Did you continue to draw salary immediately after Year 1, in month 13? If you did, this would have been before the collections of month 13 would have hit the books, and you were essentially being advanced your salary at that point. In other words, they paid you your month 37 AR draw in month 13...and month 38 in month 14, etc.

                    If you did not receive monetary compensation in month 13, you do have a legitimate beef, no matter what the contract says. Speaking of which, I have never heard of a professional contract that does not have separation language. Seems strange...

                    Comment


                    • #11


                      Since no language you are screwed It will cost likely more to litigate If it’s a lot of money then I’d do the arbitration but you should compute a fair situation from your first year and see how much you really are owed or not owed if it was all production.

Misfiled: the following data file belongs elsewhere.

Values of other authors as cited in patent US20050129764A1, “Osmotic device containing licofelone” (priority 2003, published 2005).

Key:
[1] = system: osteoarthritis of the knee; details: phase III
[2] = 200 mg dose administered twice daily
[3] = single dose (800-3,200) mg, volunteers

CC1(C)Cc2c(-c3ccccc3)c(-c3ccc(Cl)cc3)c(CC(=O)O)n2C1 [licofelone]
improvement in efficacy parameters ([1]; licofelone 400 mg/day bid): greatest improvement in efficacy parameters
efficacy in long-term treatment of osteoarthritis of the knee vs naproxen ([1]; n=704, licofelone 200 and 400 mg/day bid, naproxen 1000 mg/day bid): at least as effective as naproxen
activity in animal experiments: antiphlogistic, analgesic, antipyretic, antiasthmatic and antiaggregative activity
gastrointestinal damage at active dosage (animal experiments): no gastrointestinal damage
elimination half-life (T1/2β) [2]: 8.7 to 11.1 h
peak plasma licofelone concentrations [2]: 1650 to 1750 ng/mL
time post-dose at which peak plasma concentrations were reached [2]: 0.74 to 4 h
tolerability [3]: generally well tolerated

Click to expand...


                      I am not a lawyer and this certainly isn't legal advice - but having experience writing a number of agreements/contracts of different sorts, I can add to conversation that generally the burden is on the 'writer' of the contract for situations not explicitly addressed in a contract. So in other words, i would suspect that assuming the group is the writer of this contract, and if they didn't include language for this situation, the courts will be much more sympathetic to the signer vs. the writer.